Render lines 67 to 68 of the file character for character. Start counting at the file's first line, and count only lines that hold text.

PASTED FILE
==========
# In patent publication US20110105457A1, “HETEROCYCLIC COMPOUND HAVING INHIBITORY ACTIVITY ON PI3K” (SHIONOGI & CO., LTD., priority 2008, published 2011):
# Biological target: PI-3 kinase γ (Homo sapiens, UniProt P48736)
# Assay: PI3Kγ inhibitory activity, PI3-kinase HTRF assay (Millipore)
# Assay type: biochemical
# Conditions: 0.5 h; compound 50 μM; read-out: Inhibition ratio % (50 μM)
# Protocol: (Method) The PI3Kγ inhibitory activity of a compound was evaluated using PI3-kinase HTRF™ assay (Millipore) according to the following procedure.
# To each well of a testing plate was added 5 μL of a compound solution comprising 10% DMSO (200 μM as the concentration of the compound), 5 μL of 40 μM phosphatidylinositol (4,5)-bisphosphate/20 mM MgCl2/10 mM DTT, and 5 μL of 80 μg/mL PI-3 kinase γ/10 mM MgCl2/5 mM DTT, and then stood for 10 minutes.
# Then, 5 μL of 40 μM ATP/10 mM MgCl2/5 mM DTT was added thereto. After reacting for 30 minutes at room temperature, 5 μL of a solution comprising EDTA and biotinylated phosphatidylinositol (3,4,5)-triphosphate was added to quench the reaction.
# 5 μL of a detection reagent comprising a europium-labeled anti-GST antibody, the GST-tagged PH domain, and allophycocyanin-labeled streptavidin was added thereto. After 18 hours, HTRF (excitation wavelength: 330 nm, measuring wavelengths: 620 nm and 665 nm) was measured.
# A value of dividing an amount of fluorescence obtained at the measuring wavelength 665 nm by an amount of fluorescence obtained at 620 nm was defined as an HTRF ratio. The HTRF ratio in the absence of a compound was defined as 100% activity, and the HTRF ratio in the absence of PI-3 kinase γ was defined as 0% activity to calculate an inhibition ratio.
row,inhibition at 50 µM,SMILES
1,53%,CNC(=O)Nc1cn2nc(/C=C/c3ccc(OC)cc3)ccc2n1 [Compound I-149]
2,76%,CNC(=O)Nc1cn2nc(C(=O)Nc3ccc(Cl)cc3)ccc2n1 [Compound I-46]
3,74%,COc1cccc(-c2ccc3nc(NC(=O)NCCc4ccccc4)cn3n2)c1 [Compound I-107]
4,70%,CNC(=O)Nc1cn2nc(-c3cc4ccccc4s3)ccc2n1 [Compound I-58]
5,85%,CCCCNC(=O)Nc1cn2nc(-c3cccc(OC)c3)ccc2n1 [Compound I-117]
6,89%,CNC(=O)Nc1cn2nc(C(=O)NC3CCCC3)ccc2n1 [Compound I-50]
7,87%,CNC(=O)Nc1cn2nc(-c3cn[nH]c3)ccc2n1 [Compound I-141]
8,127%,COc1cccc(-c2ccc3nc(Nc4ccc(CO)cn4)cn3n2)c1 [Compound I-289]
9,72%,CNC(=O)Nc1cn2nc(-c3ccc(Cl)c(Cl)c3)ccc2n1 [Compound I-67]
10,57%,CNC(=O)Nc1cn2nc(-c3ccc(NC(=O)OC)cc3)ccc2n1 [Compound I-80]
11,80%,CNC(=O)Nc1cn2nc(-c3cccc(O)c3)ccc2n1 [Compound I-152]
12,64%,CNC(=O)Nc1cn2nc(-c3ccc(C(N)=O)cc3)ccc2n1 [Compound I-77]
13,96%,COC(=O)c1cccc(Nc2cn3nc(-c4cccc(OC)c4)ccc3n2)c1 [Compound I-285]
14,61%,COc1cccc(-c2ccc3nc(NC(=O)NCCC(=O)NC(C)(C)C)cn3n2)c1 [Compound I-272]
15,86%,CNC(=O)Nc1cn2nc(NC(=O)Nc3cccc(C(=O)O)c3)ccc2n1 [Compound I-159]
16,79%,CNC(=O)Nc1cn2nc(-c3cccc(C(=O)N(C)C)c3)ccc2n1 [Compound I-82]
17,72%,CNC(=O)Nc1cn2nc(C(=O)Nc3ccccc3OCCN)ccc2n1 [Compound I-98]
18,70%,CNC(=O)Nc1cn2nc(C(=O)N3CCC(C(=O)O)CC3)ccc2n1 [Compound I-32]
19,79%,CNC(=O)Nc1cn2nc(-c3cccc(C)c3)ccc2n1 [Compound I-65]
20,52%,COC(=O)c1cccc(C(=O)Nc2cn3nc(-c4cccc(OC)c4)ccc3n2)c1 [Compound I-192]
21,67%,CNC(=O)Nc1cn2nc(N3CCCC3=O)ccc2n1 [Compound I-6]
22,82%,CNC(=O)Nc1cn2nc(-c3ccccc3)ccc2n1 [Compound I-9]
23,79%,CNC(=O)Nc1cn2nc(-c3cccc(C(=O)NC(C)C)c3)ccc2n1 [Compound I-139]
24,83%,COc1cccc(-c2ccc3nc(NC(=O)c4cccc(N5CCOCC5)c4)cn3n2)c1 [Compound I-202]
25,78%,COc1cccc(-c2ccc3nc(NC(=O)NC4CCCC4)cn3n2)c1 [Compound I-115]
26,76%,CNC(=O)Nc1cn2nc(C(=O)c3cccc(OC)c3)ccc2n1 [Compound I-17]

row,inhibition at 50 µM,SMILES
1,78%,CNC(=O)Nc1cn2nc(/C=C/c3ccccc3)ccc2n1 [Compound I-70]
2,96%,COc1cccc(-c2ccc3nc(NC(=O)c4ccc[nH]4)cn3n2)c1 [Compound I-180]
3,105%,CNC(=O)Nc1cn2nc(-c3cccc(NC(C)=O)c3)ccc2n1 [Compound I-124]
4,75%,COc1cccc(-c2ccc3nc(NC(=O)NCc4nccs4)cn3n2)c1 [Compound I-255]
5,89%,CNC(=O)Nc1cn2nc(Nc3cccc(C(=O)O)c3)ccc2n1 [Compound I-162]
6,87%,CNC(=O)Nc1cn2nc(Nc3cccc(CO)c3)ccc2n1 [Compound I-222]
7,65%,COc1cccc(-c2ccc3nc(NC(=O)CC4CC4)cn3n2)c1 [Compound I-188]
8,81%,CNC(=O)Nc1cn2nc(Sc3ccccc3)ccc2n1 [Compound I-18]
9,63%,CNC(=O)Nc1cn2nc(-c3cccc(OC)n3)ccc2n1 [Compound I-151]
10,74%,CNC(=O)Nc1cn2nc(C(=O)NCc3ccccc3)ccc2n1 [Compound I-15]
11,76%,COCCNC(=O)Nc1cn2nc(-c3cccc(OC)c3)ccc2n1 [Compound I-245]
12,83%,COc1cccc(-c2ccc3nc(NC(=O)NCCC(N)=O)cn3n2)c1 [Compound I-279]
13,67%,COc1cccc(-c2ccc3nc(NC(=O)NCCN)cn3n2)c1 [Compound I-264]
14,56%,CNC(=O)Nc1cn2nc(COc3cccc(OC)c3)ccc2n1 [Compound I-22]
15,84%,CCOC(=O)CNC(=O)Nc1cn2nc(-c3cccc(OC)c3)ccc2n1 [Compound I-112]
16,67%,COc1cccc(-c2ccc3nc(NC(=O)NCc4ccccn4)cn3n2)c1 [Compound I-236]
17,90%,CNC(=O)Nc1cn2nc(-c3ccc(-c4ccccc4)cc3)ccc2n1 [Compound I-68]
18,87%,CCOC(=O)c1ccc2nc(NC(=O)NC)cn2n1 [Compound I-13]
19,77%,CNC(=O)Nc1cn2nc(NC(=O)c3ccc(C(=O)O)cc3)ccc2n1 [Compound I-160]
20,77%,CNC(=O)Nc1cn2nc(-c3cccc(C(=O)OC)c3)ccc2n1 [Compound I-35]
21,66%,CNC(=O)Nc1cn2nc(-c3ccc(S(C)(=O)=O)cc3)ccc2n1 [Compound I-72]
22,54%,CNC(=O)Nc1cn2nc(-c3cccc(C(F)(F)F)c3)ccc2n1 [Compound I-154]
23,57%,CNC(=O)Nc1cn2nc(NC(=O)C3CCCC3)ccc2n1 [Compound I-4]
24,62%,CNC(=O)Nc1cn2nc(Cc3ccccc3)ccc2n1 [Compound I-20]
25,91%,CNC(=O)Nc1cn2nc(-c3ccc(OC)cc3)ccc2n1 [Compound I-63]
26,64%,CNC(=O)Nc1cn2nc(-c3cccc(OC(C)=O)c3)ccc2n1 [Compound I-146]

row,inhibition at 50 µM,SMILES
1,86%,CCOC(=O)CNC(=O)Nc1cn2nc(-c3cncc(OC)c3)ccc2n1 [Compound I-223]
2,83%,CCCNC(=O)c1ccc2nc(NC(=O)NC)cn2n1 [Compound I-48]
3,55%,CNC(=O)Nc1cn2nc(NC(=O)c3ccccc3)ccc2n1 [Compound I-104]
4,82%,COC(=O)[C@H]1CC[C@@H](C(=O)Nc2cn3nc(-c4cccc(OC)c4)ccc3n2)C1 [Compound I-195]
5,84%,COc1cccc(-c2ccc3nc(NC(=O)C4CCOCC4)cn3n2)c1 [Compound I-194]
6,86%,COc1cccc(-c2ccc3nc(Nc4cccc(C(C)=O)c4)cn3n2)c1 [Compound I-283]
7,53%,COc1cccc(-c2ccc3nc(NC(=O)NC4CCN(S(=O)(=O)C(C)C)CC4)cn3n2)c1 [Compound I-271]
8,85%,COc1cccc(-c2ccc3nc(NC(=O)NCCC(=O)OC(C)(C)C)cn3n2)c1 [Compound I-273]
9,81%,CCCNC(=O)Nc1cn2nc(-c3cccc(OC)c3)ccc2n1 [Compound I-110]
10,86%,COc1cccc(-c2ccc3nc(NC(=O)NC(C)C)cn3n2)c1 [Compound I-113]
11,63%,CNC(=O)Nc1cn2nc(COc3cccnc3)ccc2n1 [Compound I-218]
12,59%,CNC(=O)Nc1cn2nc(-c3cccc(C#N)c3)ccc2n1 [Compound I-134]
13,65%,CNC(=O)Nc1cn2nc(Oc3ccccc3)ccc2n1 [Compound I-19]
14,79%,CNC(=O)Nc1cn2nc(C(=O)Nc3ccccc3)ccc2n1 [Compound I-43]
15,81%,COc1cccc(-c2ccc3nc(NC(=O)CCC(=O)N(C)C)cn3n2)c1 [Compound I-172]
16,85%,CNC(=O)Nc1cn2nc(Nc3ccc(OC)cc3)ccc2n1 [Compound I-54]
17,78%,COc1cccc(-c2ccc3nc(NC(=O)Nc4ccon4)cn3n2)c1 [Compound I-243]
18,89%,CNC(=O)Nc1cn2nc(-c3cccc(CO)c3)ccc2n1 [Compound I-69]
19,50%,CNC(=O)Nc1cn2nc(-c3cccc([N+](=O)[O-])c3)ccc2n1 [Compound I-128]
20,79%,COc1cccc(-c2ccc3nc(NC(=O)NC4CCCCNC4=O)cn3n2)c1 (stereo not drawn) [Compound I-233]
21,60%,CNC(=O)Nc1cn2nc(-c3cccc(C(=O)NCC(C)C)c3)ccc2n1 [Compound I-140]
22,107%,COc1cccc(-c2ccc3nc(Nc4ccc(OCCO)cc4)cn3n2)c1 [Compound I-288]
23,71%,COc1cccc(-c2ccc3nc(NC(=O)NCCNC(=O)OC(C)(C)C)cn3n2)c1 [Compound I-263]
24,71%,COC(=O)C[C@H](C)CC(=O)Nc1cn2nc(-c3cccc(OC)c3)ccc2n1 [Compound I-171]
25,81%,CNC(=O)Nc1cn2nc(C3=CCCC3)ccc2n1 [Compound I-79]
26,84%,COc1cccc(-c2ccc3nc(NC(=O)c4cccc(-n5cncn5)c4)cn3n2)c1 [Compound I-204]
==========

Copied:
2,83%,CCCNC(=O)c1ccc2nc(NC(=O)NC)cn2n1 [Compound I-48]
3,55%,CNC(=O)Nc1cn2nc(NC(=O)c3ccccc3)ccc2n1 [Compound I-104]